Unmanned reconnaissance platform allows testing of sensors, datalinks and communications.
The U.S. Marine Corps Warfighting Laboratory is using the SpyHawk unmanned aerial system (UAS) as a testbed to study new surveillance and communications technologies. The research is part of an effort to develop a UAS platform to support Marine forces at the echelons between battalion and headquarters.
The U.S. Marine Corps soon may have an additional set of airborne eyes available to help its warfighters on the ground. A technology development program is using a new type of robot aircraft to fill an operational gap between tactical- and headquarters-level forces. The platform will be used to assess a variety of sensors under operational conditions to find the right mix of systems to support troops in the field.
Managed by the Marine Corps Warfighting Laboratory in
The reconnaissance capability gap was identified in Tier II, the division level. The Marine Corps initially selected the ScanEagle UAS to address this deficiency; however, Capt. Funkhouser notes that ScanEagle was a leased system and that the service wanted its own platform.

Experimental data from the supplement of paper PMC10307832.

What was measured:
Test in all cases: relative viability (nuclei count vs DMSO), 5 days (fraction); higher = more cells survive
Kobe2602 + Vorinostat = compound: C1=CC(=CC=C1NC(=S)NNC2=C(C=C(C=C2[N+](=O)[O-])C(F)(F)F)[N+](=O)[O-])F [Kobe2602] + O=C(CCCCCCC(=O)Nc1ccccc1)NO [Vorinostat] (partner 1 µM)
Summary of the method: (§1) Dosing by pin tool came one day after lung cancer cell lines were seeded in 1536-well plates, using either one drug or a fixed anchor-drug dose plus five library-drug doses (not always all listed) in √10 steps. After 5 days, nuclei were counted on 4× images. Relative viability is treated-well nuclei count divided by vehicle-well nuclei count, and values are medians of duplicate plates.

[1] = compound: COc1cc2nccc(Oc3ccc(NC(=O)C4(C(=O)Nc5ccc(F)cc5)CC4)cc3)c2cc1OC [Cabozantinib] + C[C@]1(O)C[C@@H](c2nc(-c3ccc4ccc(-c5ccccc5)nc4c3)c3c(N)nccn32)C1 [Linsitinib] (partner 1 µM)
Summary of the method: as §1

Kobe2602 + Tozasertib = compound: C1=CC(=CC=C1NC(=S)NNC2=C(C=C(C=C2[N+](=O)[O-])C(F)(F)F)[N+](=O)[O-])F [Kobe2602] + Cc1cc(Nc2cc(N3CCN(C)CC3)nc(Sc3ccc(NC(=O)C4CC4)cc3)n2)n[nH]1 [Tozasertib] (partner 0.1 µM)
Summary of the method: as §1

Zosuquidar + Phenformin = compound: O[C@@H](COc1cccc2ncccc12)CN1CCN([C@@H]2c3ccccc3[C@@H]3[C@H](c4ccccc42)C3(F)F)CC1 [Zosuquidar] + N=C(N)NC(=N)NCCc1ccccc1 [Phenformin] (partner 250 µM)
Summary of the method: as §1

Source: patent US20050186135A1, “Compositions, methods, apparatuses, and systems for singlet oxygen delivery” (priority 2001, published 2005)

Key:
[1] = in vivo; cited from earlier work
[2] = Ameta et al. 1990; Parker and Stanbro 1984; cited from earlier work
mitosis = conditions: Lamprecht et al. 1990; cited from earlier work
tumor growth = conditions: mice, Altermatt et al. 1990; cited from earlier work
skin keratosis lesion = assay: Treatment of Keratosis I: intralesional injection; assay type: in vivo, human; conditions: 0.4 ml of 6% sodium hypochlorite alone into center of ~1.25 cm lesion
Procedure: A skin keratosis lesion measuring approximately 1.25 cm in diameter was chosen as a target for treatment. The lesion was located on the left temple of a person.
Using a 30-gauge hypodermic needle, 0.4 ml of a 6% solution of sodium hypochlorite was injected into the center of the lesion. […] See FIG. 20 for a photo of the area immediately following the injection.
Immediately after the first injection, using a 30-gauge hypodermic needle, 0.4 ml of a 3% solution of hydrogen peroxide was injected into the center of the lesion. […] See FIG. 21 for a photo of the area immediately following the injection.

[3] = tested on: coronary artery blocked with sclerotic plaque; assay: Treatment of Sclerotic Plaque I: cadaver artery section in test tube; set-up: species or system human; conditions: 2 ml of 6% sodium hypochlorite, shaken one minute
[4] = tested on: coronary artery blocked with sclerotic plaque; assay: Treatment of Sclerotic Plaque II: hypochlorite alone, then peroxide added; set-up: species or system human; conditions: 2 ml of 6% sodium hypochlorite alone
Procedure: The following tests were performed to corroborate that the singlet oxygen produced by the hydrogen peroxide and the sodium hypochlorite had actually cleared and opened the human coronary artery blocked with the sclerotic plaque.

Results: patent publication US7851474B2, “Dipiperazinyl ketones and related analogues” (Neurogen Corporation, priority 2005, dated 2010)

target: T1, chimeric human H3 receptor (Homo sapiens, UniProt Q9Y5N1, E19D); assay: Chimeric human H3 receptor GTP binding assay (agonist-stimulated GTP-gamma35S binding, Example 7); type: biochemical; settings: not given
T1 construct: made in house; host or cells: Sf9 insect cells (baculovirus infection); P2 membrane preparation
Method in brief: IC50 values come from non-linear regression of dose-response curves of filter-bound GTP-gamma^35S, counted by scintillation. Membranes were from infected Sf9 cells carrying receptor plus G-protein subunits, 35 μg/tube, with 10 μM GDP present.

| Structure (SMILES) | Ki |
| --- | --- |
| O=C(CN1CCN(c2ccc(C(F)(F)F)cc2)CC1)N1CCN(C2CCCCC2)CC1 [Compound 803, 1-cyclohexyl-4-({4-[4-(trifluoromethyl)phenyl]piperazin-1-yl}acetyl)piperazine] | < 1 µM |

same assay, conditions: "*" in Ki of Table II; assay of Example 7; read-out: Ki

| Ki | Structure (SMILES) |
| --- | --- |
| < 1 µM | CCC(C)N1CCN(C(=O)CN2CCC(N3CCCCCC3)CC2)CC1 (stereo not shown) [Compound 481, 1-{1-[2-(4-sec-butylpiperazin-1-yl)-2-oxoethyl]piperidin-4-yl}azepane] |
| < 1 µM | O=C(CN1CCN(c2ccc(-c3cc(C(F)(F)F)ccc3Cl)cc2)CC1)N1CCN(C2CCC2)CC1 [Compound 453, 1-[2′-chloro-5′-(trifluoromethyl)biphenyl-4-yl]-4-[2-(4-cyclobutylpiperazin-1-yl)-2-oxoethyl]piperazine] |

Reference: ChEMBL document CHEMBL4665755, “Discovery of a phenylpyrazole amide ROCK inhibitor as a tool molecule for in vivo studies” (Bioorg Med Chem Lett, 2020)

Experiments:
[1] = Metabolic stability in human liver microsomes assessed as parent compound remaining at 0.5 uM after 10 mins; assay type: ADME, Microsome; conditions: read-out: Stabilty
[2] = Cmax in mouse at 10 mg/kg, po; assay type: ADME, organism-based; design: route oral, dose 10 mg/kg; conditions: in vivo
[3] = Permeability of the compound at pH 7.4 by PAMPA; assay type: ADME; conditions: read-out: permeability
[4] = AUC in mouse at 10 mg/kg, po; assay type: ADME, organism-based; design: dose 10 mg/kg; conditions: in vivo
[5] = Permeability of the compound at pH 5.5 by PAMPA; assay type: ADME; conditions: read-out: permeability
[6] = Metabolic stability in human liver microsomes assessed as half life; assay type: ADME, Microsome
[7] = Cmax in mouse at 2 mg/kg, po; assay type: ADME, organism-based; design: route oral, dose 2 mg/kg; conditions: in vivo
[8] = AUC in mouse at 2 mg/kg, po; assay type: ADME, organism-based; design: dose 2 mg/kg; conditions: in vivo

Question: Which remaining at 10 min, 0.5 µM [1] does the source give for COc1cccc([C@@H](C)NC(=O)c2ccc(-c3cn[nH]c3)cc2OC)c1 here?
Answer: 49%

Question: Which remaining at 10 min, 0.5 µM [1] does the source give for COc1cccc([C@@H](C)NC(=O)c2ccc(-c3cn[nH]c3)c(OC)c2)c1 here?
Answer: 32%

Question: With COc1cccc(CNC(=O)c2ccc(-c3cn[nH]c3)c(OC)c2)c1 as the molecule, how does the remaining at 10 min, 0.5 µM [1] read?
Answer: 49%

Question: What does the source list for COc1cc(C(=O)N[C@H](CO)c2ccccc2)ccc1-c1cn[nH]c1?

In October 2006 the Marine Corps selected the SpyHawk UAS, manufactured by MTC Technologies in
A simple pneumatic launcher lofts the aircraft. Capt. Funkhouser explains that the launch system is less complicated than other types of launchers used for unmanned aircraft in the SpyHawk’s size range. The device consists of a tube inside a pipe, with the air charge coming from an accumulator tank, launching the UAS “like a piece of paper off of a straw.” The captain notes that simple systems are desirable for expeditionary operations. Another advantage of the SpyHawk is that the aircraft and its launcher and control station can fit into a CH-46 helicopter. He adds that the only thing that cannot fit into the helicopter is the UAS transport trailer.
An L-band datalink provides analog and digital connectivity between the aircraft and the groundstation at a range of 50 nautical miles. The analog component is used to transmit video imagery to the terminal.
The SpyHawk currently is powered by a Honda four-stroke gasoline engine. However, the Warfighting Laboratory is studying the use of a heavy fuel engine for the aircraft. The captain notes that a major program priority is determining how successfully a heavy fuel engine can be adapted and demonstrated on the UAS.
Capt. Funkhouser claims that in his personal operational experience, the SpyHawk is the best UAS airframe that he has worked with. He explains that it is easy to fly and that its simple design provides an extremely stable platform, which is necessary because it is a “truck to carry around a myriad of sensors.” The Tier II development program also will examine the SpyHawk’s payload capacity during the user assessment phase.
|The SpyHawk UAS is undergoing a series of evaluations to verify its operational characteristics. The aircraft then will undergo tests with a variety of sensor packages, and developers will establish new tactics and operational procedures. If this technology demonstration is successful, it will transition to a development and procurement program.|